Coronavirus Cancels Synagogue

Please see my new article in The Times of Israel called, “Coronavirus Cancels Synagogue.

While I understand the rationale to close the synagogues, not to congregate with others and expose ourselves or spread the Coronavirus, I can’t help thinking and believing that what we need now, more than ever, is prayer to Hashem and the mitzvah of Torah study that the synagogue provides to us. Indeed, only in the hands of G-d is the ultimate power of health or illness, and life or death…To me, this Shabbat was not a full Shabbat, because there was no synagogue, no Rabbi’s sermon, no community to talk and share with. I feel robbed of my religion today. I want to be able to go to synagogue and have a real Shabbat. How many other Shabbatot will we have to continue to go through without being able to pray in a minyan, hear the Torah reading, listen to the Rabbi’s speech, and see our community friends?


Many say and I firmly believe that we are on the doorstep of Mashiach and that he is even here among us waiting for the right moment to reveal himself. We’ve survived so much and finally have returned as a people to our homeland of Israel. Now we must survive the final birthing pains of Mashiach and then we will be able to go not only to our synagogues once again, but also to the Temple in Jerusalem to pray and learn at G-d’s very footstep in this earthly world.

(Credit Photo: Andy Blumenthal)

Israel 2020: Day 3

Went to the Holy city of the Kabbalists today, Sefad.


Saw the beautiful 15th century Abuhav Synagogue, the Candle Factory, the artist colony, and the of course, the holy graves of the Tzadikim to pray.


It was a marvelously spiritually uplifting experience (as well as being up high in the mountains) and is an overall beautiful and unique city of ancient winding alleys and treasures at every turn. 


So grateful to have had this opportunity to visit there, thank you Hashem!  😉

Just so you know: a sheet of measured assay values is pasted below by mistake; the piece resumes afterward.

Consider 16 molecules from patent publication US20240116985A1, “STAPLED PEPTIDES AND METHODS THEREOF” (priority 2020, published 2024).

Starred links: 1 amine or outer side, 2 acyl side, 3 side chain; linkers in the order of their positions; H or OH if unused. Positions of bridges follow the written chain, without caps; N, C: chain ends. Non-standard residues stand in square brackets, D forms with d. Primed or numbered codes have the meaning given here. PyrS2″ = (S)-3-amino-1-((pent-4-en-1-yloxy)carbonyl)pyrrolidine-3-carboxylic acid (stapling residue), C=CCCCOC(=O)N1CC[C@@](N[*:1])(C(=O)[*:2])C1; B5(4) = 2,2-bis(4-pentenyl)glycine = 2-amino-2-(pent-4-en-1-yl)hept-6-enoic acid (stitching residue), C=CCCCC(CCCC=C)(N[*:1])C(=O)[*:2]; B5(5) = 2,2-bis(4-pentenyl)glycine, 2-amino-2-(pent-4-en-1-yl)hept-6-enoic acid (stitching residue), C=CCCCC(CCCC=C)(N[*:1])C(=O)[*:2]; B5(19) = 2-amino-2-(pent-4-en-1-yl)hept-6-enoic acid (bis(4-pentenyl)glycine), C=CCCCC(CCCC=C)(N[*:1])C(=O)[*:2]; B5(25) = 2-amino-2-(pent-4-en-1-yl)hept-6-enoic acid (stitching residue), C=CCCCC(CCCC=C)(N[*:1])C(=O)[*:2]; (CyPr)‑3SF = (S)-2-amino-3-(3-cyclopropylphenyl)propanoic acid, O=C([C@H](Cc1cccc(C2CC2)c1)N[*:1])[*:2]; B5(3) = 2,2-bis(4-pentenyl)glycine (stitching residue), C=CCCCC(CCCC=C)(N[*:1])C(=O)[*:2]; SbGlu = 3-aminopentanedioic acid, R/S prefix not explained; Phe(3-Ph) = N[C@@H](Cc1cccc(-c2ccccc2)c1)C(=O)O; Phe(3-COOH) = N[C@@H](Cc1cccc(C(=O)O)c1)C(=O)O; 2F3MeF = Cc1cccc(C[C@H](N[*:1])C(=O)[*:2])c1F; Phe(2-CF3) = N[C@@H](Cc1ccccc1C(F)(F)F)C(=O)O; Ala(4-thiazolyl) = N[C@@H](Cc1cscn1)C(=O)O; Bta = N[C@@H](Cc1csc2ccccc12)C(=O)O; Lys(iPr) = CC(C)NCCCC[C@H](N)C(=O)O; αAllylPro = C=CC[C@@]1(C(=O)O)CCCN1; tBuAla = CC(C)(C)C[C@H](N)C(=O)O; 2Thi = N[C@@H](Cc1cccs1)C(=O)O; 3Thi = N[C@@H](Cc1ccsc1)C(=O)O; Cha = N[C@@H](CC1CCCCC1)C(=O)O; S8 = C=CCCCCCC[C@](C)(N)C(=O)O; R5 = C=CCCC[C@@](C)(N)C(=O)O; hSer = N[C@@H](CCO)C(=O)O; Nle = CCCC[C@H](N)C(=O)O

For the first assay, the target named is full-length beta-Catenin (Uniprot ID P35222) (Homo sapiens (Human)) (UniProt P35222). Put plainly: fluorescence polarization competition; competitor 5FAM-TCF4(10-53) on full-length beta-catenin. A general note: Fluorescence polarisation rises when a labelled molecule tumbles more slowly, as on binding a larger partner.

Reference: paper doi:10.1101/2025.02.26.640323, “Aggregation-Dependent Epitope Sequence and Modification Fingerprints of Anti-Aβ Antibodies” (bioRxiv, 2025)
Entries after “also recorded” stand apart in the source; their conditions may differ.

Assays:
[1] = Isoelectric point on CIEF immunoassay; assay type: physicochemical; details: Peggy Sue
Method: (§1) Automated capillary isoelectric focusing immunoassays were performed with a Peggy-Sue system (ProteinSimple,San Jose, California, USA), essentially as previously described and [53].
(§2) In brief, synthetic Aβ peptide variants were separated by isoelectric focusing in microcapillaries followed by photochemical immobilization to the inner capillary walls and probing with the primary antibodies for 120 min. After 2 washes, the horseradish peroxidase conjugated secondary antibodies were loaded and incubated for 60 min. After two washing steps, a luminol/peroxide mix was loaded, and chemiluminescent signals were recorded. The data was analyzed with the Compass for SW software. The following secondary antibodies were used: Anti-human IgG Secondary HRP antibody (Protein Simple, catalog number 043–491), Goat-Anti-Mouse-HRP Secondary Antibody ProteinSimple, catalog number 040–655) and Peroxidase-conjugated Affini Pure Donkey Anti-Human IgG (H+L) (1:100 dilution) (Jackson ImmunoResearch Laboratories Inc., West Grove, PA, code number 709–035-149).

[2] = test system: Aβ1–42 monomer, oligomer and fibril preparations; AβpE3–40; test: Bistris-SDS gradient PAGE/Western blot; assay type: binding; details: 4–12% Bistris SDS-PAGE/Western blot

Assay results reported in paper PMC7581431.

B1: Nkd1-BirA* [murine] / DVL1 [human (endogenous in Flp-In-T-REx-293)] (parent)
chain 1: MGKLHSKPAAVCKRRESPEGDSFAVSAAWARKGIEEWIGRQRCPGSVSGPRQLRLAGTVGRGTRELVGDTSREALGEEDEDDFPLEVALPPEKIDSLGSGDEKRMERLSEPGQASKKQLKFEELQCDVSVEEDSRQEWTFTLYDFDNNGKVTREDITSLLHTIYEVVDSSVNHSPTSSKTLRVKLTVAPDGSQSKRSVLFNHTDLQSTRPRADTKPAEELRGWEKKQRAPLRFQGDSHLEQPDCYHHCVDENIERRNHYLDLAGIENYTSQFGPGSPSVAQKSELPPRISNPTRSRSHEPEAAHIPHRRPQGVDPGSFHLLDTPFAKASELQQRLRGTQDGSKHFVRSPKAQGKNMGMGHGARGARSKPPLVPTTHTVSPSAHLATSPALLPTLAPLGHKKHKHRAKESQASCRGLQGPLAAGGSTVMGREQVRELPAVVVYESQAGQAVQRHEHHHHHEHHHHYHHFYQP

(Credit Photo: Andy Blumenthal)

Jew-Hate Shouted Aloud

Please see my new article in The Times of Israel called “Jew-Hate Shouted Aloud.”

We were walking to synagogue today for Shabbat services, and were taken aback when out of the window of a speeding car someone yelled, “Heil Hitler!”…While I value all the freedoms we have in this country, including the freedom of speech (especially as I am a writer), I am concerned that if the anti-Semitism can’t be addressed through law enforcement action when it’s at the verbal stage of offense then what does that leave—it has to escalate to violence for the police to be able to take action against the haters and perpetrators?


Just as it is illegal to yell “fire” in a crowded theatre and cause danger to the public, I believe that shouting vile hatred and incitement should be illegal for the same reasons. We don’t need to be able to punish people for thought crimes, but we do need to be able to protect people from hate-mongers who are openly leading up to violent expressions of their deep-seated Jew hatred, by identifying hate speech as a bona fide illegal and punishable crime.

(Credit Photo: Andy Blumenthal)

@Eastern State Penitentiary

Photos are from my tour of Eastern Penitentiary in Philadelphia. 

The prison cells were in these tomb thick concrete structures, freezing cold, and completely claustrophobic!

You have to stoop through a tiny doorway to get in and out. 

The cell with the car in it shows how small these prison cells were.  

There is a photo of a cell with a stinking toilet and also the one with a barbers chair. 

Then there is the picture of the fancy cell which is that of Al Capone’s (right after the regular disgusting cell). Pretty sure Capone had some real pull with the warden and guards, and I’m sure they were afraid to cross him.

There was even a synagogue in this frightful gothic-style prison with a light that says Shalom (peace).

One cell had art painted on the walls and had many of these dreamy-looking women in Island type spots so far away from the reality of these horrible prison conditions. 

It was also interesting the the prisoners inside these walls were I’m sure dying to get out, and yet the visitors to the prison were lined up at the ticket booth to get a glimpse inside. 

The whole experience was so full of juxtaposing contrasts. 

I feel like I learned a lot. Overall, a nice place to visit, but I wouldn’t want to live here! 😉

(Credit Photos: Andy Blumenthal)

G-d Hears Your Prayers

My son-in-law reminded me of a beautiful Jewish saying about prayer:

Even if a sharp sword rests upon a person’s neck, he should not refrain from praying for mercy. 


One can still hope for mercy from the Almighty even at death’s door. 


This is truly beautiful and uplifting–we can approach G-d anytime, and as long as we are alive, there is always hope.


The saving from G-d is like “the blink of an eye.” 😉


(Credit Photo: Andy Blumenthal)